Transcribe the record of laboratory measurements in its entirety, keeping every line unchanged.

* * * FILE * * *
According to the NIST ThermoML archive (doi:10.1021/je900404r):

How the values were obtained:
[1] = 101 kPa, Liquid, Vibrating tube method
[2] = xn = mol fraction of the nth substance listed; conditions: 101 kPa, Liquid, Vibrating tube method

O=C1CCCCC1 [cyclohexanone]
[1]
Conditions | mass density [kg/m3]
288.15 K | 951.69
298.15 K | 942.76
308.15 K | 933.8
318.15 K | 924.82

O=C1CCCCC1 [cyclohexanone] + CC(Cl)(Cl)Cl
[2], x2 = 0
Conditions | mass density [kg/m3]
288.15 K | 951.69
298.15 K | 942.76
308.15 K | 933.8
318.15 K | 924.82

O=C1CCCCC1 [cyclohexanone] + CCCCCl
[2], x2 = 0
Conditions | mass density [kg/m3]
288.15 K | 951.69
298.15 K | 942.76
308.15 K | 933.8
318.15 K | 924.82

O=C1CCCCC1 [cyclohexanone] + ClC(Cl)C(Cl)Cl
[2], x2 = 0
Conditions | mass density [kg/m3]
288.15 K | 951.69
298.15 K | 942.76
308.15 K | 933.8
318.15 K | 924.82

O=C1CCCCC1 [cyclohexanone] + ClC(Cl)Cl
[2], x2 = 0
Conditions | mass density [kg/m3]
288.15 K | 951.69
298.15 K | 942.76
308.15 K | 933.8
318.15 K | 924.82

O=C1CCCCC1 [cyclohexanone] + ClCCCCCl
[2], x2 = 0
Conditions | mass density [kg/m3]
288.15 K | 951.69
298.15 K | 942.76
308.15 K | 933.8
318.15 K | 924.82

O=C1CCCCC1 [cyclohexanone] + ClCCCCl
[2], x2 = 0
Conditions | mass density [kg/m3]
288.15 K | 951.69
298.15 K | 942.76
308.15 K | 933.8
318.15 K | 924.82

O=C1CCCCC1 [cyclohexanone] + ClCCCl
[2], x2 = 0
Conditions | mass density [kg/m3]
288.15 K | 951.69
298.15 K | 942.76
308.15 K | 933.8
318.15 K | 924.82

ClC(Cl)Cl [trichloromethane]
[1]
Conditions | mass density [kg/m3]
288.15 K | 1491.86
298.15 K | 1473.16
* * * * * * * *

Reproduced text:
According to the NIST ThermoML archive (doi:10.1021/je900404r):

How the values were obtained:
[1] = 101 kPa, Liquid, Vibrating tube method
[2] = xn = mol fraction of the nth substance listed; conditions: 101 kPa, Liquid, Vibrating tube method

O=C1CCCCC1 [cyclohexanone]
[1]
Conditions | mass density [kg/m3]
288.15 K | 951.69
298.15 K | 942.76
308.15 K | 933.8
318.15 K | 924.82

O=C1CCCCC1 [cyclohexanone] + CC(Cl)(Cl)Cl
[2], x2 = 0
Conditions | mass density [kg/m3]
288.15 K | 951.69
298.15 K | 942.76
308.15 K | 933.8
318.15 K | 924.82

O=C1CCCCC1 [cyclohexanone] + CCCCCl
[2], x2 = 0
Conditions | mass density [kg/m3]
288.15 K | 951.69
298.15 K | 942.76
308.15 K | 933.8
318.15 K | 924.82

O=C1CCCCC1 [cyclohexanone] + ClC(Cl)C(Cl)Cl
[2], x2 = 0
Conditions | mass density [kg/m3]
288.15 K | 951.69
298.15 K | 942.76
308.15 K | 933.8
318.15 K | 924.82

O=C1CCCCC1 [cyclohexanone] + ClC(Cl)Cl
[2], x2 = 0
Conditions | mass density [kg/m3]
288.15 K | 951.69
298.15 K | 942.76
308.15 K | 933.8
318.15 K | 924.82

O=C1CCCCC1 [cyclohexanone] + ClCCCCCl
[2], x2 = 0
Conditions | mass density [kg/m3]
288.15 K | 951.69
298.15 K | 942.76
308.15 K | 933.8
318.15 K | 924.82

O=C1CCCCC1 [cyclohexanone] + ClCCCCl
[2], x2 = 0
Conditions | mass density [kg/m3]
288.15 K | 951.69
298.15 K | 942.76
308.15 K | 933.8
318.15 K | 924.82

O=C1CCCCC1 [cyclohexanone] + ClCCCl
[2], x2 = 0
Conditions | mass density [kg/m3]
288.15 K | 951.69
298.15 K | 942.76
308.15 K | 933.8
318.15 K | 924.82

ClC(Cl)Cl [trichloromethane]
[1]
Conditions | mass density [kg/m3]
288.15 K | 1491.86
298.15 K | 1473.16